Filming resumed on Coronation Street this week for the first time since production was halted days before the UK lockdown in March, and soap bosses have explained when – and how – the pandemic will be referenced on screen.
Speaking to RadioTimes.com and other journalists at a virtual press conference on 10th June, producer Iain MacLeod explained episodes that were half-finished before lockdown have been completed within strict new government safety guidelines, so there will be an unavoidable continuity issue when characters directly acknowledge coronavirus for the first time in episodes airing from 24th July.
“The remainder of incomplete episodes have been shot strictly adhering to the new measures,” he says. “In a manner of speaking there is something of a jump on screen. Fictionally it created a world where people were half acknowledging and half not, which would have been really weird.
“From 24th July it will be referenced and it’s just like the flip of a switch. Very quickly we are in a post-pandemic world and I am sure there will be comments about continuity, but we have a mature audience and I think they will understand and go with it.”
MacLeod had previously stated the ‘new normal’ would be a part of the fabric of Weatherfield life without dominating it, which he expanded on during the conference. “We will reference it with a light touch, because the world has been living with this for many months by this stage.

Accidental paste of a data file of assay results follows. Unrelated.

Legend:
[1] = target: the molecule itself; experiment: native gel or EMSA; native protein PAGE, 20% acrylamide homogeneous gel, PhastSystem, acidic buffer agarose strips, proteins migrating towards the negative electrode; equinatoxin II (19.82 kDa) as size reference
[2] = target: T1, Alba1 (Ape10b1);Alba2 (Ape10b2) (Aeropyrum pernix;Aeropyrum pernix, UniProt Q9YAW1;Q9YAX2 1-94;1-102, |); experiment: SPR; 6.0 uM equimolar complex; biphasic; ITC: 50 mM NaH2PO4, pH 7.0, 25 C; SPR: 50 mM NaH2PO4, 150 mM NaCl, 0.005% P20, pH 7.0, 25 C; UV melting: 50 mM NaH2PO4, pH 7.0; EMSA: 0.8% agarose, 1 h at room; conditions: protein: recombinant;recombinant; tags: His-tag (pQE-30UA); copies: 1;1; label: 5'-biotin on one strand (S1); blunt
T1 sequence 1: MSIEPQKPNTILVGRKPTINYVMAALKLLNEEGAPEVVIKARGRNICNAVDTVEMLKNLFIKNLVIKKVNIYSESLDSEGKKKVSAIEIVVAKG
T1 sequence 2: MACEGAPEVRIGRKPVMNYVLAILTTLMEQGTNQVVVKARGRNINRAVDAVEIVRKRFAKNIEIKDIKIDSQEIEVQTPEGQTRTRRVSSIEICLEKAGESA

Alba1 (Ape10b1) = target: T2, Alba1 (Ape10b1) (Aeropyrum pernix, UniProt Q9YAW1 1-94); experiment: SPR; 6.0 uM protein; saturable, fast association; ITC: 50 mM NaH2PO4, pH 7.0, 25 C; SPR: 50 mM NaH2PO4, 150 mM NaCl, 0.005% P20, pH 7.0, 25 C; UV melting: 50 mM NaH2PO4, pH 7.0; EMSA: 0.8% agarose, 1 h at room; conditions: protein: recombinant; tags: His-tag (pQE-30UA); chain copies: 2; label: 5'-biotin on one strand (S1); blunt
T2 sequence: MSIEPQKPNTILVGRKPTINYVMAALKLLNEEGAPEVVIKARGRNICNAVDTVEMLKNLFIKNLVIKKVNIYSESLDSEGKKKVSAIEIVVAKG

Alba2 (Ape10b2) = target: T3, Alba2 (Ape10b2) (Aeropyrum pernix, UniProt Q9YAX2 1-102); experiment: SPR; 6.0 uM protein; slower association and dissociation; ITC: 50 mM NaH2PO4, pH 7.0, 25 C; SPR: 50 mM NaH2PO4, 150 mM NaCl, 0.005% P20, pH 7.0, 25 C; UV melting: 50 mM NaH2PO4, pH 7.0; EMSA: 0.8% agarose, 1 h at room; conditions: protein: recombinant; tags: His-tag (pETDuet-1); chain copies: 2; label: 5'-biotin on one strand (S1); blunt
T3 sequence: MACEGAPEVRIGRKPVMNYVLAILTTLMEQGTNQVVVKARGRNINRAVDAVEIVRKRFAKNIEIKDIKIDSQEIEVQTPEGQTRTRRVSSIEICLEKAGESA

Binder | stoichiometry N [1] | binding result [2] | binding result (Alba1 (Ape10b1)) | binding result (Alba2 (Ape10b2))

“We will see a lot of washing hands, social distancing, discussing older relatives who are shielding and are not on camera. A lot of our businesses are operating as takeaways but it’s possible that Roy’s Rolls, for instance, might be open by the time the scenes air, but we thought it safer to bet on people not being able to be in big groups in a cafe.
“It will be mostly visually referenced rather than talking about it – the audience has talked about pretty much nothing else so we want to give them some escapism but grounded in reality. We want to stay true to what Corrie is and not turn it into a soap version of the movie Outbreak!”
The day-to-day of social distancing will become the norm on the cobbles, as MacLeod explains: “In reality, Steve and Tracy McDonald would not have to socially distance as a married couple, but the actors don’t live together so we have to film them two metres apart. In those instances I have asked directors to cheat it with lenses and editing to create a sense of proximity.
“If two people from different households meet on the street you will definitely notice them consciously keeping their distance. Let’s emphasise it as we have to normalise it.”
MacLeod reassures fans by insisting the heart of Corrie’s storytelling, while tweaked where necessary, will remain largely unaffected.
“We wanted to carry on with as many storylines as we could and, on the whole, they remain the same, with a couple of exceptions. The packaging of some stories has changed, but the gift inside remains the same.”